- The Washington Times - Wednesday, April 18, 2001

From combined dispatches

JACKSON, Miss. — The Confederate flag scored an overwhelming victory last night in Mississippi, where two-thirds of voters rejected a move to redesign the state flag to remove the Southern emblem.
With 93 percent of the precincts reporting, 450,933 voters, or 65 percent, favored keeping the present flag and 242,989 voters, or 35 percent, wanted to replace it.
"Im just as proud as I can be tonight," Southern heritage activist Quentin Laymon of Southaven, Miss. told The Washington Times last night.
Mr. Laymon, who is the 1st Congressional District coordinator for FreeMississippi.org, said the margin of victory surprised even him.
"I had figured about 60-40 originally," he said. By comparison, George W. Bush carried the state in November with 58 percent of the vote.
Democratic Gov. Ronnie Musgrove, an opponent of the present flag, said the referendum has settled the dispute over the flag.
"Our people have spoken," Mr. Musgrove said in a statement. "It is important that we accept the majority vote and move forward with the business of bringing new jobs and better opportunities to all Mississippians."
Mississippi is the last state to prominently display the emblem on its flag but the first to hold a referendum on the issue.
Voters had two choices: keep the current 1894 flag with the Confederate emblem of 13 white stars on a blue X, or adopt a new flag with 20 white stars on a blue square, denoting Mississippis role as the 20th state.
Mississippians backed the current flag despite the opposition of the states media, political and business leadership, claiming that the state would suffer if black groups mounted a boycott such as that against South Carolina.
"It was a grass-roots effort, it really was," Mr. Laymon said. "The opposition had $750,000 money that was raised from a lot of fatcat white businessmen. We worked on a shoestring and we beat em."
In a state where William Faulkner said the past is never dead, the flag debate, while largely peaceful, polarized voters along racial lines.
In DeSoto County, a predominantly white county in the Memphis suburbs, the old flag led by a 6-to-1 ratio.
In Hinds County, the majority-black county that includes Jackson, the new flag led 2-to-1.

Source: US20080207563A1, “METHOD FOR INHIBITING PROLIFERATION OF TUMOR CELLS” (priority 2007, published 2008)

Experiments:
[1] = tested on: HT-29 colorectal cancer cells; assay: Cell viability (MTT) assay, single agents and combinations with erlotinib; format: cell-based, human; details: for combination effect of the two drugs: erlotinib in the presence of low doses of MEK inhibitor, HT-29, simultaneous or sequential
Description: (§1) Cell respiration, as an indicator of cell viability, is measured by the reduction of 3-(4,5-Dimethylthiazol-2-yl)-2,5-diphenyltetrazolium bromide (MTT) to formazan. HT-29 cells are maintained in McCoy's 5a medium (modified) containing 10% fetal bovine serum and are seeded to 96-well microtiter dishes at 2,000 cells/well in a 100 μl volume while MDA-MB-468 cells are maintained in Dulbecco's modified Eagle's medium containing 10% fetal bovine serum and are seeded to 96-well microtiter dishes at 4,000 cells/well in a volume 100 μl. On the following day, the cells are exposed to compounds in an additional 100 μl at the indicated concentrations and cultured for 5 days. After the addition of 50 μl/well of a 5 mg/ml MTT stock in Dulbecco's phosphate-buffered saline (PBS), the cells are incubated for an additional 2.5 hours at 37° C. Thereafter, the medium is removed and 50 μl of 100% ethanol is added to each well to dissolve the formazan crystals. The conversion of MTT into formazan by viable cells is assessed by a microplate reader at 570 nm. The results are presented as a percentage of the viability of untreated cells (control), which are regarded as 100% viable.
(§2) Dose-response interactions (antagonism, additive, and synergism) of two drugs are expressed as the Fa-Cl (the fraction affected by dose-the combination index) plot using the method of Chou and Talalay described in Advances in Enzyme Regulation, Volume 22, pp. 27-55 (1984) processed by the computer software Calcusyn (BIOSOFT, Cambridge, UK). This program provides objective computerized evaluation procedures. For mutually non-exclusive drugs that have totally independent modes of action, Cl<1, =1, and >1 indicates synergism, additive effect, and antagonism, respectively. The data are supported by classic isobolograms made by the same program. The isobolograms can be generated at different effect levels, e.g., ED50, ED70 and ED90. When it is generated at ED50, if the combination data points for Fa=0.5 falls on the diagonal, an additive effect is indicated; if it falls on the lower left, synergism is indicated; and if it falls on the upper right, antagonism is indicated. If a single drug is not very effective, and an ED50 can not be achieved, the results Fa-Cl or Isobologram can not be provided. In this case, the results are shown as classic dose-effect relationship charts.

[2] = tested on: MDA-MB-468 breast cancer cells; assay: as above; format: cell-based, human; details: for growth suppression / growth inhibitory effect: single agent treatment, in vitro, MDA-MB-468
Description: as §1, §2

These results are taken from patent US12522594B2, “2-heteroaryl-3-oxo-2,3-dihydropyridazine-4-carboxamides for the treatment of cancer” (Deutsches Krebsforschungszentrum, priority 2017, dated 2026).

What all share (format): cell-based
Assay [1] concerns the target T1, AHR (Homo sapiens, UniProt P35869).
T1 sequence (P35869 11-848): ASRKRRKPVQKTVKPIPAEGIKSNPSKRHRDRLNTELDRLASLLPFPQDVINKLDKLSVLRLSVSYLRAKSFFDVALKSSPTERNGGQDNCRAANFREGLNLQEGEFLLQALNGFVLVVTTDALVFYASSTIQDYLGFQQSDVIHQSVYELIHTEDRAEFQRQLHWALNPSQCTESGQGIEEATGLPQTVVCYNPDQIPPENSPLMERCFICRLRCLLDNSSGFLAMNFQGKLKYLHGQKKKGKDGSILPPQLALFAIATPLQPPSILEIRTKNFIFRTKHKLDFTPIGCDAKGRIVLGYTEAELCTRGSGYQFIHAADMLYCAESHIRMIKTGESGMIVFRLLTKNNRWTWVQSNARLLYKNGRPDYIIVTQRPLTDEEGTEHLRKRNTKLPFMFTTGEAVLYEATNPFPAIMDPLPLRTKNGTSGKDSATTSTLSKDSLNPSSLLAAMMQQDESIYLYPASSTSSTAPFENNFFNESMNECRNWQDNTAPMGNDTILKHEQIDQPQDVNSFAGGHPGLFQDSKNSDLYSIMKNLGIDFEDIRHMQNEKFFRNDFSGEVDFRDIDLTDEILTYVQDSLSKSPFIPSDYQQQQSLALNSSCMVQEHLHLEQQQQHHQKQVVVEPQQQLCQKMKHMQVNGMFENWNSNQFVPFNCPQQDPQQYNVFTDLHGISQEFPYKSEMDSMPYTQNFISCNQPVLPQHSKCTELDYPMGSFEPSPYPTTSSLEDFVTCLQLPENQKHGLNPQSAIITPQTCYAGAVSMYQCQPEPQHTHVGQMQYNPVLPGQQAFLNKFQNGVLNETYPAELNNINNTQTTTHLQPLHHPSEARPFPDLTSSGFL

The state, with 2.8 million people, is 61 percent white and 36 percent black.
The debate arose after the Mississippi Supreme Court ruled last May that the state technically has no flag, because the 1894 design was left out when the state code was updated in 1906. The Legislature decided to let the voters choose.
Former Gov. William Winter, who led a commission last year that recommended a new banner, said he was disappointed.
"I take reassurance in the fact that so many Mississippians did cast a vote for a symbol of unity for our state," Mr. Winter said. "I hope that out of this effort will come an increased understanding of our continuing obligation to work for a Mississippi that has its face turned to the future and not the past."
But former state Sen. Robert Crook said there were few complains about the flag until Mr. Winter made it an issue.
"I dont think black people were upset with the flag. There was no hue and cry, no boycotts," Mr. Crook said.
Other Southern states have revoked symbols of the Confederacy under threat of boycotts from black groups.
South Carolina lawmakers, under economic pressure from the NAACP, last year removed a Confederate flag from atop the Statehouse dome. In January, Georgia legislators shrank the Confederate symbol that had dominated that states flag since 1956.
Many Alabama cities and counties have stopped flying the states flag a red X over a white background, adopted in 1895 because some think it bears too strong a resemblance to the Confederate battle flag.
Mr. Laymon said opponents of Southern heritage had overreached in Mississippi.
"Weve had enough of people from out of state telling us how we should think. And that was decisive today."

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